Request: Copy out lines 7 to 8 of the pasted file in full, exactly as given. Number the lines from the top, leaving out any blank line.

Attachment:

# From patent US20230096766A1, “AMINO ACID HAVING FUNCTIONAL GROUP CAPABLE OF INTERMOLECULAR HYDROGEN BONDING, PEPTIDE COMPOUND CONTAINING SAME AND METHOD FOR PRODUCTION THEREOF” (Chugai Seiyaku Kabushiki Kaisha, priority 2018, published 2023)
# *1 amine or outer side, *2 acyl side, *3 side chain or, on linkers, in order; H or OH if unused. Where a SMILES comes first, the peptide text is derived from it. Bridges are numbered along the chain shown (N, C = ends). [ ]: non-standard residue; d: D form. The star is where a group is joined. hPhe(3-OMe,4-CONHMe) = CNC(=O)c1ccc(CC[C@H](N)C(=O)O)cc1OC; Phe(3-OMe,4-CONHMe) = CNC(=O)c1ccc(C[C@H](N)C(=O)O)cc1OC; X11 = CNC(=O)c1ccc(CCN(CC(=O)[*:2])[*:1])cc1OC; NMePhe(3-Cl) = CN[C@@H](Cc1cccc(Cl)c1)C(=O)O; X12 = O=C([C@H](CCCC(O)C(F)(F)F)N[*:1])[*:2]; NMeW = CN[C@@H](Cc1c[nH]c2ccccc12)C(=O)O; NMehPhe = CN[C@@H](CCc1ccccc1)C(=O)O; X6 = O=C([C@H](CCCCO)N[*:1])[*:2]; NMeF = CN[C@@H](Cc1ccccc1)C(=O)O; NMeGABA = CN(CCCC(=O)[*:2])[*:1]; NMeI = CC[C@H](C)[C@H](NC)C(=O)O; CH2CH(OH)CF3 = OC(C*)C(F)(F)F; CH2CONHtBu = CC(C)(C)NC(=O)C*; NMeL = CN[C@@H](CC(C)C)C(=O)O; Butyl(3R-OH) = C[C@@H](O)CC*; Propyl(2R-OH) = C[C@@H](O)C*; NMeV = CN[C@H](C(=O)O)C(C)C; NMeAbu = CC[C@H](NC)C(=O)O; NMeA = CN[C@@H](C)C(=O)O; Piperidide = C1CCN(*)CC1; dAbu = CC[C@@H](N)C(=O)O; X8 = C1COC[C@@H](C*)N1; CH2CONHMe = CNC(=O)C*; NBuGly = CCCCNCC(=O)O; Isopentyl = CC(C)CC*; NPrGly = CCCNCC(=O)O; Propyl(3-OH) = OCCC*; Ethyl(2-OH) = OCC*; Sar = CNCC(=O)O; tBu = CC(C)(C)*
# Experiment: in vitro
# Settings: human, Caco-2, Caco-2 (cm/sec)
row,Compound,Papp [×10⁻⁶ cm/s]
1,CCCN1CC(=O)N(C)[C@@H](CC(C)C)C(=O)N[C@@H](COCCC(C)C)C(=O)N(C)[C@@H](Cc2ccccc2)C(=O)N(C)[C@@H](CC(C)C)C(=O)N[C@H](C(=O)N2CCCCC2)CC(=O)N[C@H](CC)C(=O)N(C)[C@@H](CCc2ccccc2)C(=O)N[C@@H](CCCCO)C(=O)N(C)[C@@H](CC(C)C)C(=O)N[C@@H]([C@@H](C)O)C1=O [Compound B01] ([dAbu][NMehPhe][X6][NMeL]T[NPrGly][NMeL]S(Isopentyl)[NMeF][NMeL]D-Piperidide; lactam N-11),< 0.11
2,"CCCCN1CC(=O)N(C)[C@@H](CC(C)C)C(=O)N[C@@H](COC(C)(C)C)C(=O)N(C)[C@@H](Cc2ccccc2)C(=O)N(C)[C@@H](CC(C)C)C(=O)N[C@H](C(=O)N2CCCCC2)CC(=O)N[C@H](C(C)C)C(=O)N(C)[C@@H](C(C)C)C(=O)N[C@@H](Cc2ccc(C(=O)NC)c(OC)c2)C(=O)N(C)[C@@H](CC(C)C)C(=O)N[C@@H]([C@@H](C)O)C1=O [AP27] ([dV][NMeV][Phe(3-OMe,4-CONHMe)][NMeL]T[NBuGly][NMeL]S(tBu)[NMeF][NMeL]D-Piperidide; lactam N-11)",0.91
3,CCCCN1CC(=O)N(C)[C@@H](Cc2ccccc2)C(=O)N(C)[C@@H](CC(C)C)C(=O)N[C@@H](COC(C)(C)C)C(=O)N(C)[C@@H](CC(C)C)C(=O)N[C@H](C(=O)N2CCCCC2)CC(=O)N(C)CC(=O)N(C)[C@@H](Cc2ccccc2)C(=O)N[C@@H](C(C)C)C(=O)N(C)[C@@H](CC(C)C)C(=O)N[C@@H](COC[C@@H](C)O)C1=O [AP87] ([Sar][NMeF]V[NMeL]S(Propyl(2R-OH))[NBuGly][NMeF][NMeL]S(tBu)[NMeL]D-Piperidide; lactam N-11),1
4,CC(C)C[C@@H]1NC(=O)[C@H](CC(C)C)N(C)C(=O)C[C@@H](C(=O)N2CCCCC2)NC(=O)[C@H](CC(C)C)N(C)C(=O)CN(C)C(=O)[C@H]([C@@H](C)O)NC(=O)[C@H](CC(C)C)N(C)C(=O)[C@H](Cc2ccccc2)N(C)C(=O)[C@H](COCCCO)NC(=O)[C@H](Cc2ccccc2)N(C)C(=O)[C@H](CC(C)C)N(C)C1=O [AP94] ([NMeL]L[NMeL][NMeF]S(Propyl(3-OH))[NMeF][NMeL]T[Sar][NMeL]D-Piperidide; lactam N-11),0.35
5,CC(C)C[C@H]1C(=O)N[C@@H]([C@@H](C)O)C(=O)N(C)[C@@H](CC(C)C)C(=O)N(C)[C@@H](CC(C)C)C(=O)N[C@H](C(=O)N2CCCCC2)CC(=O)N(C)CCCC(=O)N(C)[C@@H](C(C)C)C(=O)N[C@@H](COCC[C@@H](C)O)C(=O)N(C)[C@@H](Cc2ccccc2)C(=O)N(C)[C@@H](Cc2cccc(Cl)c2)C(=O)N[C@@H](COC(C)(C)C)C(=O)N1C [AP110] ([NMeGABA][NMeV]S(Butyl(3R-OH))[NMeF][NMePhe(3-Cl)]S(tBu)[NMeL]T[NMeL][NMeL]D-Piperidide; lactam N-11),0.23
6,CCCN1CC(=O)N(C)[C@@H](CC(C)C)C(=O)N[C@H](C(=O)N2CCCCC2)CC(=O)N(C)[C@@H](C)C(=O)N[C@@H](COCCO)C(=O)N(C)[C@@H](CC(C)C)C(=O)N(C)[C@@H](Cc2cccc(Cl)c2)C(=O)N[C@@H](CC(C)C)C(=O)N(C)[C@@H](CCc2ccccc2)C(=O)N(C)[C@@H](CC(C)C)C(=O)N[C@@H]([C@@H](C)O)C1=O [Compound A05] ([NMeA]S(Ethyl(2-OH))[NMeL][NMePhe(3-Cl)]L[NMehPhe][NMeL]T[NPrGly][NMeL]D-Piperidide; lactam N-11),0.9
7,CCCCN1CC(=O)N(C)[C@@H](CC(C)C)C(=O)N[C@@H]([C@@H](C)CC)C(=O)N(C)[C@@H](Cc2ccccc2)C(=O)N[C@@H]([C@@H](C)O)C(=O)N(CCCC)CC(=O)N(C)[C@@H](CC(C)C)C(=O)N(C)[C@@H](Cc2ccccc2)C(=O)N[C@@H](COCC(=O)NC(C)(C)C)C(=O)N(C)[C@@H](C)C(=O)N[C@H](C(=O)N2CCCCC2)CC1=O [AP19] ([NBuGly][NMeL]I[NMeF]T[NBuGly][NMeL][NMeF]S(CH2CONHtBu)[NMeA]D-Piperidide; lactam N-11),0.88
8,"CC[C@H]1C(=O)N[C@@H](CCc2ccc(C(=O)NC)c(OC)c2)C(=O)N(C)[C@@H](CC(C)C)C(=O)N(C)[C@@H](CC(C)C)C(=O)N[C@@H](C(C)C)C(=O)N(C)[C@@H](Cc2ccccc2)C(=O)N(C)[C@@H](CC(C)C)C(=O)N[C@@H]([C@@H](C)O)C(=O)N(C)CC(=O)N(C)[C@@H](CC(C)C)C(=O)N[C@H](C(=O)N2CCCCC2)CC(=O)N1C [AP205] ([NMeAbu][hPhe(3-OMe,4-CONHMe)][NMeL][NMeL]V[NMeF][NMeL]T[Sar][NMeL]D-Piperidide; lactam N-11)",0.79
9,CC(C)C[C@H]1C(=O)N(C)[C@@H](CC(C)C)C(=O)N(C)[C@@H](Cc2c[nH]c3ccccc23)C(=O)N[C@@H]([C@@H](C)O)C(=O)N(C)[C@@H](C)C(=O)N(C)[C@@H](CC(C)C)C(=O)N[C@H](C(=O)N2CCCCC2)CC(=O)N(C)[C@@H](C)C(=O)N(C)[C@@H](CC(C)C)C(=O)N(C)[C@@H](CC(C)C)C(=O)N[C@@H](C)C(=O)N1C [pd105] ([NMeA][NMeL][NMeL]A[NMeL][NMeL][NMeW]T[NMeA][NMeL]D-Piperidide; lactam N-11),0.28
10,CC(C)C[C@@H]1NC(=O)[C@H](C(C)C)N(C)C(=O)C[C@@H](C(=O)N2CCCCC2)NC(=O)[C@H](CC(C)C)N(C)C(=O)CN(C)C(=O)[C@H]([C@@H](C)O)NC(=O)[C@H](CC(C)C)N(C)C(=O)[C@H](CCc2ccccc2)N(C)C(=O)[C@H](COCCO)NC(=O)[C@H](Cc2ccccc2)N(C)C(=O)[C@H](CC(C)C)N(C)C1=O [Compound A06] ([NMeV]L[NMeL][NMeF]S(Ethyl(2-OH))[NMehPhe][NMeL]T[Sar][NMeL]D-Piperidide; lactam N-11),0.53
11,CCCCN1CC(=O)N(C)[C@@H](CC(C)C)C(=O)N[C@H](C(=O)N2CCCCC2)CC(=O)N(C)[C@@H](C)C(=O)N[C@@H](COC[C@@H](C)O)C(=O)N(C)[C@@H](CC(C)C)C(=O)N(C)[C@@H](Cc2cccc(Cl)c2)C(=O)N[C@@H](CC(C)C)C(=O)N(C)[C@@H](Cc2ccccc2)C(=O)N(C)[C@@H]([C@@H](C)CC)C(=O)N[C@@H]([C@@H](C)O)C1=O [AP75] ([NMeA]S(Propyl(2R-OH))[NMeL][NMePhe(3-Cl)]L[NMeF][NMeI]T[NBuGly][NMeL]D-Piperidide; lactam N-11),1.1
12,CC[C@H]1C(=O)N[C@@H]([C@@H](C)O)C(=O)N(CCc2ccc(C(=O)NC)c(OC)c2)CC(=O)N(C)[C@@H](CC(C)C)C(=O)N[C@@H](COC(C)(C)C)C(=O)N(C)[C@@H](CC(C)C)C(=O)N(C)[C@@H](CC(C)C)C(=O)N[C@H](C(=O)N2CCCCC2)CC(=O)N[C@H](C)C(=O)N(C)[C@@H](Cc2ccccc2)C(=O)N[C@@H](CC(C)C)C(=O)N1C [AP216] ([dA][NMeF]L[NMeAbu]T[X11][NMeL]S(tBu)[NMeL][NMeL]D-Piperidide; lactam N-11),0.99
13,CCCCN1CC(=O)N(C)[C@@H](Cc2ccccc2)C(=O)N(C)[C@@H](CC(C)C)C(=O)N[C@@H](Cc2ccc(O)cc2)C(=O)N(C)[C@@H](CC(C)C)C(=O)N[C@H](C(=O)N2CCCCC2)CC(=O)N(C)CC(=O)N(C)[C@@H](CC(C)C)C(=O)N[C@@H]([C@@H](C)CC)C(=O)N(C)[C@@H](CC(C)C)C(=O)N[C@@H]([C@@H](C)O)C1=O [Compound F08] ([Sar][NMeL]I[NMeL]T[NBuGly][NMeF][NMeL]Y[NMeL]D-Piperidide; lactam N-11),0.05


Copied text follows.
2,"CCCCN1CC(=O)N(C)[C@@H](CC(C)C)C(=O)N[C@@H](COC(C)(C)C)C(=O)N(C)[C@@H](Cc2ccccc2)C(=O)N(C)[C@@H](CC(C)C)C(=O)N[C@H](C(=O)N2CCCCC2)CC(=O)N[C@H](C(C)C)C(=O)N(C)[C@@H](C(C)C)C(=O)N[C@@H](Cc2ccc(C(=O)NC)c(OC)c2)C(=O)N(C)[C@@H](CC(C)C)C(=O)N[C@@H]([C@@H](C)O)C1=O [AP27] ([dV][NMeV][Phe(3-OMe,4-CONHMe)][NMeL]T[NBuGly][NMeL]S(tBu)[NMeF][NMeL]D-Piperidide; lactam N-11)",0.91
3,CCCCN1CC(=O)N(C)[C@@H](Cc2ccccc2)C(=O)N(C)[C@@H](CC(C)C)C(=O)N[C@@H](COC(C)(C)C)C(=O)N(C)[C@@H](CC(C)C)C(=O)N[C@H](C(=O)N2CCCCC2)CC(=O)N(C)CC(=O)N(C)[C@@H](Cc2ccccc2)C(=O)N[C@@H](C(C)C)C(=O)N(C)[C@@H](CC(C)C)C(=O)N[C@@H](COC[C@@H](C)O)C1=O [AP87] ([Sar][NMeF]V[NMeL]S(Propyl(2R-OH))[NBuGly][NMeF][NMeL]S(tBu)[NMeL]D-Piperidide; lactam N-11),1